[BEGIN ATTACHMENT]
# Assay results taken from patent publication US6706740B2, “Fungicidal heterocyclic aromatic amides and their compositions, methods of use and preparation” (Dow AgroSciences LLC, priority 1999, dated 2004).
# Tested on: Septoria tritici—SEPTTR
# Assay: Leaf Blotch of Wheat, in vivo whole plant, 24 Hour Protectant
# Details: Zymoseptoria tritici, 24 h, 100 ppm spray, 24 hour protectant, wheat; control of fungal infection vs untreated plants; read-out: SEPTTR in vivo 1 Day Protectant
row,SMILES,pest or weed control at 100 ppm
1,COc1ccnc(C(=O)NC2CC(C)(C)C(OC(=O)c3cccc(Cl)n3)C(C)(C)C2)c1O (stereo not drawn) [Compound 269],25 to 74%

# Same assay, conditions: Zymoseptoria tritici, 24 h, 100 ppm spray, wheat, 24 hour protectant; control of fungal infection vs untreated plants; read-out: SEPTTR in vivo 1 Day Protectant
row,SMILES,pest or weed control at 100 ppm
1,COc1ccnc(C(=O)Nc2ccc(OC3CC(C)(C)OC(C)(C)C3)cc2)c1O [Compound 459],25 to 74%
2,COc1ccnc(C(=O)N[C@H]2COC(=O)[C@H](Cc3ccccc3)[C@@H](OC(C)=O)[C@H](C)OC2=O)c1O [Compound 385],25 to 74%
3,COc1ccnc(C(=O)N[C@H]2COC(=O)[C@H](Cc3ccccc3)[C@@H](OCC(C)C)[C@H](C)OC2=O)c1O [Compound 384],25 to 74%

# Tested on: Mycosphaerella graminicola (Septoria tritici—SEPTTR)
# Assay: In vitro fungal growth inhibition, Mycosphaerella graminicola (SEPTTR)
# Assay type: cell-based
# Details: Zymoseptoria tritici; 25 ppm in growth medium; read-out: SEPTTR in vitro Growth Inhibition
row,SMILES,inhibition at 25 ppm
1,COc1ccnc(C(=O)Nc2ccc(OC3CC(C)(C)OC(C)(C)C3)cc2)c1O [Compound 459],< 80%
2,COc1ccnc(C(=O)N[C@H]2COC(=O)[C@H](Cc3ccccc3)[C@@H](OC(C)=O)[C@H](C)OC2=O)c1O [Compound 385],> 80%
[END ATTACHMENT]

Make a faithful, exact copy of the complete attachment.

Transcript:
# Assay results taken from patent publication US6706740B2, “Fungicidal heterocyclic aromatic amides and their compositions, methods of use and preparation” (Dow AgroSciences LLC, priority 1999, dated 2004).
# Tested on: Septoria tritici—SEPTTR
# Assay: Leaf Blotch of Wheat, in vivo whole plant, 24 Hour Protectant
# Details: Zymoseptoria tritici, 24 h, 100 ppm spray, 24 hour protectant, wheat; control of fungal infection vs untreated plants; read-out: SEPTTR in vivo 1 Day Protectant
row,SMILES,pest or weed control at 100 ppm
1,COc1ccnc(C(=O)NC2CC(C)(C)C(OC(=O)c3cccc(Cl)n3)C(C)(C)C2)c1O (stereo not drawn) [Compound 269],25 to 74%

# Same assay, conditions: Zymoseptoria tritici, 24 h, 100 ppm spray, wheat, 24 hour protectant; control of fungal infection vs untreated plants; read-out: SEPTTR in vivo 1 Day Protectant
row,SMILES,pest or weed control at 100 ppm
1,COc1ccnc(C(=O)Nc2ccc(OC3CC(C)(C)OC(C)(C)C3)cc2)c1O [Compound 459],25 to 74%
2,COc1ccnc(C(=O)N[C@H]2COC(=O)[C@H](Cc3ccccc3)[C@@H](OC(C)=O)[C@H](C)OC2=O)c1O [Compound 385],25 to 74%
3,COc1ccnc(C(=O)N[C@H]2COC(=O)[C@H](Cc3ccccc3)[C@@H](OCC(C)C)[C@H](C)OC2=O)c1O [Compound 384],25 to 74%

# Tested on: Mycosphaerella graminicola (Septoria tritici—SEPTTR)
# Assay: In vitro fungal growth inhibition, Mycosphaerella graminicola (SEPTTR)
# Assay type: cell-based
# Details: Zymoseptoria tritici; 25 ppm in growth medium; read-out: SEPTTR in vitro Growth Inhibition
row,SMILES,inhibition at 25 ppm
1,COc1ccnc(C(=O)Nc2ccc(OC3CC(C)(C)OC(C)(C)C3)cc2)c1O [Compound 459],< 80%
2,COc1ccnc(C(=O)N[C@H]2COC(=O)[C@H](Cc3ccccc3)[C@@H](OC(C)=O)[C@H](C)OC2=O)c1O [Compound 385],> 80%